Published on Academy of American Poets (https://poets.org)


Carol

Oaks or chestnuts, what here
                draws brass linen, wakes me, overcast,
                with the polished sprigs of my grandmother’s
                lamp, holding the plumed shade once

holding fire by her opened Bible, parsed
                for the night’s reading. Across dark and
                plywood, an aqueduct’s dry run, listen
                my voice, around her house, croton leaves

from the oven’s heat, levitating.
                Saturdays doubles her to a bee. I outstare
                the sea and summon the carols of Christmas;
                her fake pine tree, its foil star

perforates the town’s gossiping lights.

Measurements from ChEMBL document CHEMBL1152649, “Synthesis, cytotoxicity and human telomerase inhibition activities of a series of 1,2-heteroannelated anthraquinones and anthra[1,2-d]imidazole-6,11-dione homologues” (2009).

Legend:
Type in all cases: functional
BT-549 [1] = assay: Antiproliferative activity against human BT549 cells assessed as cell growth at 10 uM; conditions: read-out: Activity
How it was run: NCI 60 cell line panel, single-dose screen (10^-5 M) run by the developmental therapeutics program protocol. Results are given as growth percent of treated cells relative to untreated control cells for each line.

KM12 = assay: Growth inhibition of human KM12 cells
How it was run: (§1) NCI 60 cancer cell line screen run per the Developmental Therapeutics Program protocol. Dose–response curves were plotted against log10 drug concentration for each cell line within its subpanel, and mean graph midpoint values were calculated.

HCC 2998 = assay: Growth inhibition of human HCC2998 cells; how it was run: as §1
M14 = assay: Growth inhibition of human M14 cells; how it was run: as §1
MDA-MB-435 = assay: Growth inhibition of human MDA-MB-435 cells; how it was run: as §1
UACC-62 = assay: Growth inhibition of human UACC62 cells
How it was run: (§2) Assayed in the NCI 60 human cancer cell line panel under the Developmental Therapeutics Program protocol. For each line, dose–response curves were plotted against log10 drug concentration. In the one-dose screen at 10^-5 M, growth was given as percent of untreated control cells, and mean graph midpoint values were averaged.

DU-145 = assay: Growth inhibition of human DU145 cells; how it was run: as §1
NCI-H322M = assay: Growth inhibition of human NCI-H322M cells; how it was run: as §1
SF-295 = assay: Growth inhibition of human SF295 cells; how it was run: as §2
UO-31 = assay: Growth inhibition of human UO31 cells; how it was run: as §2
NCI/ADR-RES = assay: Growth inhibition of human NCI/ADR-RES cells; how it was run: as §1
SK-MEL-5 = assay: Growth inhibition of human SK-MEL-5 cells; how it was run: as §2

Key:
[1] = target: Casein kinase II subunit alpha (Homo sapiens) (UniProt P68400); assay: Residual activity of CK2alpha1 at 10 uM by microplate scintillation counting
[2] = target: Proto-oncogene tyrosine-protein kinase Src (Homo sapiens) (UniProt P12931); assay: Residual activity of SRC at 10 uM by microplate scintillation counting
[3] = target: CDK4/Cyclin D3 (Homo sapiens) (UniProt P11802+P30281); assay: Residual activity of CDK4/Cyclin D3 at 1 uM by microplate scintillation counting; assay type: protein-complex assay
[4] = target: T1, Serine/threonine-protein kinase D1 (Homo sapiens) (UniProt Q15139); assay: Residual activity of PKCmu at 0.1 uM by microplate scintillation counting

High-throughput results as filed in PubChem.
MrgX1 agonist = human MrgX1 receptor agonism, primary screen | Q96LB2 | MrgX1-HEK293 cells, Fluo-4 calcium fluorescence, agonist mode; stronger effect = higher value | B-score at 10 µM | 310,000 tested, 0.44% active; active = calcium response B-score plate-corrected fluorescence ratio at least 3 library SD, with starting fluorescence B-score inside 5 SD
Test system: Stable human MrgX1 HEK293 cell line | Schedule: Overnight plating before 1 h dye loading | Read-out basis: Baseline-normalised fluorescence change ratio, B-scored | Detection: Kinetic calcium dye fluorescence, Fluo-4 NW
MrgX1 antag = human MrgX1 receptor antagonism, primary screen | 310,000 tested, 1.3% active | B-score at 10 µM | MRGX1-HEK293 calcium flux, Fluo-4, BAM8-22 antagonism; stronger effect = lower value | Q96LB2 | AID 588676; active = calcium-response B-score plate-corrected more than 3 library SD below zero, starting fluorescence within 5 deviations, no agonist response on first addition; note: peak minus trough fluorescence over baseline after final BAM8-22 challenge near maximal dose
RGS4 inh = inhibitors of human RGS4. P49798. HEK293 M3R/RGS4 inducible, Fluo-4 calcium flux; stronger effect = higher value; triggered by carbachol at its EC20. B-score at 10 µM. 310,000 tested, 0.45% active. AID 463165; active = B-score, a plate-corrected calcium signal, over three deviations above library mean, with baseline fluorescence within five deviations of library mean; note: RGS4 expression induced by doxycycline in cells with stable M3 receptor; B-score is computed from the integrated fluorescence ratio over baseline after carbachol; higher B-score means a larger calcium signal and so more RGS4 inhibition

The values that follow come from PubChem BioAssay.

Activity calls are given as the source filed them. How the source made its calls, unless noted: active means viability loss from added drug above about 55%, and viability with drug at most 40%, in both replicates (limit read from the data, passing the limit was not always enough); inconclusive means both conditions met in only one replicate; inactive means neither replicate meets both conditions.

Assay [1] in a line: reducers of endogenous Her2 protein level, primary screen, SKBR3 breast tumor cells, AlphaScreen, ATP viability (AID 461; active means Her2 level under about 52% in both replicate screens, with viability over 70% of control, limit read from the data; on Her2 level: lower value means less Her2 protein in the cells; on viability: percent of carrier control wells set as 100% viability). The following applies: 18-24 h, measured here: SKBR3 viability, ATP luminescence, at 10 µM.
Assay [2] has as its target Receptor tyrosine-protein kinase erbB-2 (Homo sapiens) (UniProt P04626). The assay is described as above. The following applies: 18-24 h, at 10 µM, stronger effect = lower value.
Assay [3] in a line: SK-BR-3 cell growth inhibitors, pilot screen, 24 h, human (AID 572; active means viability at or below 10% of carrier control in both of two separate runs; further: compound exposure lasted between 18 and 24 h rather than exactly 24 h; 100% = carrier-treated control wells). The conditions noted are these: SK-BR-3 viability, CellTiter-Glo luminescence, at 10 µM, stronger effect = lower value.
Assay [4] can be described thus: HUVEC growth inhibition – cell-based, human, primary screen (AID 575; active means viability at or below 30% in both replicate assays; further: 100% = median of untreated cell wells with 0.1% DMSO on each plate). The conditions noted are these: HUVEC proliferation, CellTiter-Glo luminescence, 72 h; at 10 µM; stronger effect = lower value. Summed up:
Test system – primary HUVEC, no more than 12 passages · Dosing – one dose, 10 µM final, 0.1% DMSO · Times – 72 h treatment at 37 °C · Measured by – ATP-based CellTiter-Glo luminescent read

I again turn the pages, she sleeps
                in the watered-down night.

Where do they go? Where do they go?

Credit


Copyright © 2018 Ishion Hutchinson. This poem originally appeared in Kenyon Review, November/December 2018. Used with permission of the author.

Author


Ishion Hutchinson

Ishion Hutchinson was born in Port Antonio, Jamaica. He is the author of House of Lords and Commons (Farrar, Straus and Giroux, 2016).

Date Published: 2018-11-12

Source URL: https://poets.org/poem/carol